Lady Killer

October 2007     San Francisco

Last night we had a cardiac call at 3am. Usually, these end up being not too serious, or even improperly dispatched, so my partner and I didn’t know what to expect. We arrived at the house to find a 70-yr-old Chinese woman complaining loudly in Cantonese (through a family interpreter) of heart palpitations. Having spent some time in Chinatown, I guessed that talking *at* me in Chinese at a high volume and speed was probably her natural state, so that didn’t concern me. We wired her to the EKG monitor, and found her heart to be banging away at over 180 beats per minute, and not likely to improve. This condition is called supra-ventricular tachycardia, which is a cool name for a bad thing.
We had a few treatment options, and tried the first one, to no effect. The second option was not yet appropriate, so we moved to the third: a rarely used drug that resets the heart rhythm by stopping the heart completely for a few seconds. OK, never used it, but sure, we’ll try that one. No worries, right? We carried her down the narrow, twisting stairs to the ambulance, ran a couple of tests, and stuck an IV in her arm. I checked the monitor display again; no change. By now, the woman was tense and sweating with anxiety, gripping my arm and watching me closely, probably scared and not feeling so well. In no way did she know that we were about to send her into the unknown, and I wasn’t looking for the interpreter. I retrieved the vial of this medication and drew it up with a needle, shooting a little into the air to clear a bubble. I pressed “record” to start a paper printout of her heart pattern. One more look at the monitor, damn, almost 200 bpm, and then slid the needle into the IV port. This is counter-intuitive, but I hope it works. I smiled at her, held her hand, wondered what my own pulse was, and pushed it all into her vein.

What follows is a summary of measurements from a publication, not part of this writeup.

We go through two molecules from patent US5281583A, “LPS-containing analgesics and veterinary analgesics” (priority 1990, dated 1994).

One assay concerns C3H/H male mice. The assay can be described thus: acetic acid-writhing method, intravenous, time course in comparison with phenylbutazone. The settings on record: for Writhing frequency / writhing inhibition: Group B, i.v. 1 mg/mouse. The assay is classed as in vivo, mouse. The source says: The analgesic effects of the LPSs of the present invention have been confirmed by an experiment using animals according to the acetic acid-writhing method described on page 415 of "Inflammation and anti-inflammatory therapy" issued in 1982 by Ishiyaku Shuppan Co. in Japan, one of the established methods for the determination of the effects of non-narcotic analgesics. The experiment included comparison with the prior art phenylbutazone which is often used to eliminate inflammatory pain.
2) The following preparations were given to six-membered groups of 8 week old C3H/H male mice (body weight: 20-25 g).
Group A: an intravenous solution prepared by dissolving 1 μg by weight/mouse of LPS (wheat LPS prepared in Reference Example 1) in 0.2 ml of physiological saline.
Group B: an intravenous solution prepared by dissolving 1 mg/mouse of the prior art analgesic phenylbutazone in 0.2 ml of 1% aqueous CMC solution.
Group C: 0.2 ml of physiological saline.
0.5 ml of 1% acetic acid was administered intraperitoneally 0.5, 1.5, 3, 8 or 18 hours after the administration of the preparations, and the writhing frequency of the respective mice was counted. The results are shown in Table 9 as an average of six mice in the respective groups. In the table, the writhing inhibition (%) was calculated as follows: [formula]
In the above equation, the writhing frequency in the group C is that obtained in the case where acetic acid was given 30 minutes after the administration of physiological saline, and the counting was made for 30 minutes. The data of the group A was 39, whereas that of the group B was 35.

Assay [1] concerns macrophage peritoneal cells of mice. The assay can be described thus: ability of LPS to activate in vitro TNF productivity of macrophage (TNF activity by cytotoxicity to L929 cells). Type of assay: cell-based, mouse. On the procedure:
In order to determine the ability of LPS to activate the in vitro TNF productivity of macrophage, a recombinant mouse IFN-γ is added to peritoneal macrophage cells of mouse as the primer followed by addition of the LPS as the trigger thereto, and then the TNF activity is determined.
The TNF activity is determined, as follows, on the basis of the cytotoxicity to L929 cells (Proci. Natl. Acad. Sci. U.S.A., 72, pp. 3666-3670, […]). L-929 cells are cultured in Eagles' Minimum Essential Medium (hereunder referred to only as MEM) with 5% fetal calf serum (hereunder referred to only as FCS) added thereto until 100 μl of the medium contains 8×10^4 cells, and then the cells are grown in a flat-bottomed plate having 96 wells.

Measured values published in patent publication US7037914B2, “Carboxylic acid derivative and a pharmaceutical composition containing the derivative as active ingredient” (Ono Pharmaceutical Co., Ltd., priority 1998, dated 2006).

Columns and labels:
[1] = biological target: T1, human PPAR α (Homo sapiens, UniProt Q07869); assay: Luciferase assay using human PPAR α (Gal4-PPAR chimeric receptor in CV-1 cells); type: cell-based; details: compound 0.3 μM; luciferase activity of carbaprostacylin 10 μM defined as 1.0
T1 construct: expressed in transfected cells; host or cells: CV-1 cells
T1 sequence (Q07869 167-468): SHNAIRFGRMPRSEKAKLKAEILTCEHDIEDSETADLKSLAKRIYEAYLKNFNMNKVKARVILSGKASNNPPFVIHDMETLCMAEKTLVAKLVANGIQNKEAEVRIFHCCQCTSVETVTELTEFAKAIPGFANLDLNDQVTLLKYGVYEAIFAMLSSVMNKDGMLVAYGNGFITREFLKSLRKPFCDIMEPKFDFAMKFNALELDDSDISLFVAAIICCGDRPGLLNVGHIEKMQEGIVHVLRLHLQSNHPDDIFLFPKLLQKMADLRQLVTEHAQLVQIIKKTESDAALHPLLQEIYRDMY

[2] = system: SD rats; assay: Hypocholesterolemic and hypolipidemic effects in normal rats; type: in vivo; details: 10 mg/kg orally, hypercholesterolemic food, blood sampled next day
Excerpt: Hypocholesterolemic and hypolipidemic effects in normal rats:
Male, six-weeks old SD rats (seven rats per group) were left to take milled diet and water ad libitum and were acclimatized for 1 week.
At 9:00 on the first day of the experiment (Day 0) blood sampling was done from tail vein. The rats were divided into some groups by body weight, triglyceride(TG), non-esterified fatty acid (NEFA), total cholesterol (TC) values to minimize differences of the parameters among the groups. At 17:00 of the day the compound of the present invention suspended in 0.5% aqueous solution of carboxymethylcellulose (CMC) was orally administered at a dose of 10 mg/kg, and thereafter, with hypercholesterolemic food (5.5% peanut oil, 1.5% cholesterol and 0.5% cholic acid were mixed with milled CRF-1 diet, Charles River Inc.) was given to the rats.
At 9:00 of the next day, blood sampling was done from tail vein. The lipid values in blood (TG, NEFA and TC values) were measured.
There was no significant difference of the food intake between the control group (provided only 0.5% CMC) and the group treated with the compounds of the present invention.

1,2,3 seconds… flatline… 4,5… a puzzled look… 6,7…eyes rolled back… 8,9,10… stopped breathing… 11,12,13,14 seconds …I don’t remember the duration of this drug…15,16,17,18… still flatlined … I may have treated this improperly… 19 one-thousand, 20 one-thousand, 21 one-thousand seconds… I felt like I had just run someone over… 22,23,24,25… I’m going to have a lot of explaining to do… beep, flutter, beepbeepbeep, the rhythm started right back up, at 130 bpm and falling. She breathed again and awoke shortly after, unaware that we had just killed her, and more calm after that little nap. We arrived at the hospital a few minutes later, showing a heart rate around 80 bpm.

The nurses went to work on her, the woman resumed her verbal exhortations, and I thought about a sweet, delicious beer.



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